In scenario 1 and 2, let’s assume that patients are readmitted 20% of the time on average, whether or not they’re poor. In scenario 1, hospital A (a safety-net hospital) has higher readmission rates for everyone. They may have more poor patients, but their readmission rate is high for both poor and non-poor patients. So, compared to hospital B, they look worse in unadjusted and adjusted scores. Adjustment doesn’t help.
In scenario 2, hospital A has higher readmission rates for its poor patients and therefore has an overall readmission rate of 25%. Hospital B doesn’t suffer from readmitting its poor patients too often — hence its readmission rate is 20%. In this case, safety-net hospitals look worse than hospital B in both unadjusted and adjusted analyses. Again, adjustment doesn’t help.
In scenario 3, hospital A and B both struggle with readmissions for their poor patients — as does the rest of the country. The only thing that differentiates hospital A from hospital B is the proportion of poor patients in the hospital. In this case, adjustment makes a big difference. By adjusting, we account for the different proportions of poor patients between hospital A and B. Adjustment ensures that organizations are judged by how well they care for their patients, not by how many poor patients they have.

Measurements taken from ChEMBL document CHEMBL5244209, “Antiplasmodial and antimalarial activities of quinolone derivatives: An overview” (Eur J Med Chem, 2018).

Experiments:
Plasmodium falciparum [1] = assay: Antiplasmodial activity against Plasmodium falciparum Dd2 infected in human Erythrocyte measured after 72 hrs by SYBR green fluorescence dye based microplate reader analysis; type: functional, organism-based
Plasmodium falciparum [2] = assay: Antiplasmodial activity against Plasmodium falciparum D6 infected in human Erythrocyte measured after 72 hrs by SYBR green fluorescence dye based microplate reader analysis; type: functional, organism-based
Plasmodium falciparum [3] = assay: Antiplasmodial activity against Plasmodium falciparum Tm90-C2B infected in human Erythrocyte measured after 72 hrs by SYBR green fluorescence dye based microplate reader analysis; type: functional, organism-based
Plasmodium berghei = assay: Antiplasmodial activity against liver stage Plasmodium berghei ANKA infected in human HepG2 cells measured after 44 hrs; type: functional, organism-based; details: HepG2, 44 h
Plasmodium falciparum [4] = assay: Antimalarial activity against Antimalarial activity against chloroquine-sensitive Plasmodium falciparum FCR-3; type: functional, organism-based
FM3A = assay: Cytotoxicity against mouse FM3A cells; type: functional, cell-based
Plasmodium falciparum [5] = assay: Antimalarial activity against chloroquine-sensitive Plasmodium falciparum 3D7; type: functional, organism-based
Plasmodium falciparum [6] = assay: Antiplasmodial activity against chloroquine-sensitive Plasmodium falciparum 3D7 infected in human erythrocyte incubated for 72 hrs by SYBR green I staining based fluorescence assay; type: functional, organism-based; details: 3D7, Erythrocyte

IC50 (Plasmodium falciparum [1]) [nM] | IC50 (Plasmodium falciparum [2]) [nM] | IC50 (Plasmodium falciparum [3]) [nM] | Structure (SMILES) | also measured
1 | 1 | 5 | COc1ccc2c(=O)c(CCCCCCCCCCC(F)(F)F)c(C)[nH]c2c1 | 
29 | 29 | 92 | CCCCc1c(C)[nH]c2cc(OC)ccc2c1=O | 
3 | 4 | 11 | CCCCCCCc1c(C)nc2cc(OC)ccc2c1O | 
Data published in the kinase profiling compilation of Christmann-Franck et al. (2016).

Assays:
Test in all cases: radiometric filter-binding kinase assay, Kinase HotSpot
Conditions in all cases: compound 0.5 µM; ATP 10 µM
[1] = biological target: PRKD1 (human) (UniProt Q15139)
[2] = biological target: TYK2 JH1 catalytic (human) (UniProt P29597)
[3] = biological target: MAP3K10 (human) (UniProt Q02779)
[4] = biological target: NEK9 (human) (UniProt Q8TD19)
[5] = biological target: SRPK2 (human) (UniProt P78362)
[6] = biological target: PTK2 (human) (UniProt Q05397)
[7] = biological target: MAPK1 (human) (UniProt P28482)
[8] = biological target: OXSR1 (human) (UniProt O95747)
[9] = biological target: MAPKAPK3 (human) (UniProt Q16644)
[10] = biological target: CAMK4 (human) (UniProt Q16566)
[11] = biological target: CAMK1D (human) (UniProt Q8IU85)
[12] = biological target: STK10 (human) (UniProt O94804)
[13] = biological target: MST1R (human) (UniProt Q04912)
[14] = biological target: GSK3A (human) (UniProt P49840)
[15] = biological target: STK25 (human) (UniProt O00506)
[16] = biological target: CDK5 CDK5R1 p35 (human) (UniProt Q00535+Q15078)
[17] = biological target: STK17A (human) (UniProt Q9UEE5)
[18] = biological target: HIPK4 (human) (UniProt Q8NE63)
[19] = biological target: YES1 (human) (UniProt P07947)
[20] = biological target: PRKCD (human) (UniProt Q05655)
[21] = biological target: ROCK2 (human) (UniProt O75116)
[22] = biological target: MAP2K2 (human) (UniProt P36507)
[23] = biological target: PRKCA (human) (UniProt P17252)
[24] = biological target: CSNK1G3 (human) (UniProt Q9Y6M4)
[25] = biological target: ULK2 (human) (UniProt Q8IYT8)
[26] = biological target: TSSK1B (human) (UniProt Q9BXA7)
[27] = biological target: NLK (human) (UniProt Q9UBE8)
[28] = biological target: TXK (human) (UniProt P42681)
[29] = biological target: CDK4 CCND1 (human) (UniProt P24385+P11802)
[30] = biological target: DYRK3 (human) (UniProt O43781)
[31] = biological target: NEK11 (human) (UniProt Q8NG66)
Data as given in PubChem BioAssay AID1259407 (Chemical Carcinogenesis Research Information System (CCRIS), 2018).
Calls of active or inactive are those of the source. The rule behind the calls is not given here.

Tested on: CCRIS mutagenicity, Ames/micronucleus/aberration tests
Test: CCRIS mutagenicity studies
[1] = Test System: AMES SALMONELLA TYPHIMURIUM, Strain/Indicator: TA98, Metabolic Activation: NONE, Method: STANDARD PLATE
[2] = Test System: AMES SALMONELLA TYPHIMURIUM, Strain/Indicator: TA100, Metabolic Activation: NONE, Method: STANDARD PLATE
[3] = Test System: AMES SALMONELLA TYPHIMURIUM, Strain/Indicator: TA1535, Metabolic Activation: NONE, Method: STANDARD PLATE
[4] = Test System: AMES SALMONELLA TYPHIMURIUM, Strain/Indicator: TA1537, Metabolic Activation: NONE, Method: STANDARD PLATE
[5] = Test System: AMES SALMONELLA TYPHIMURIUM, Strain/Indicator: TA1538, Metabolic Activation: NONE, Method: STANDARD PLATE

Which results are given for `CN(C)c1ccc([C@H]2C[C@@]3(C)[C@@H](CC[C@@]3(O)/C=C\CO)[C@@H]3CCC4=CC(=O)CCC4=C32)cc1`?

One size does not fit all
The debate about whether to adjust for socioeconomic status needs to be far more nuanced than it has been to date. Specifically, we must recognize that quality measurement has multiple purposes, and we need to think about each one when deciding whether to adjust or not. If the goal is transparency — letting patients know how they are likely to fare — then the best approach is stratified data. In scenario 3 (where adjustment makes a difference) a poor patient will do about as well at both hospitals — and unadjusted numbers are misleading, because they tell poor patients that hospital B is better. If hospital B has a larger co-pay or is out-of-network, you have done real harm by pushing a patient to a more expensive place that doesn’t provide better care.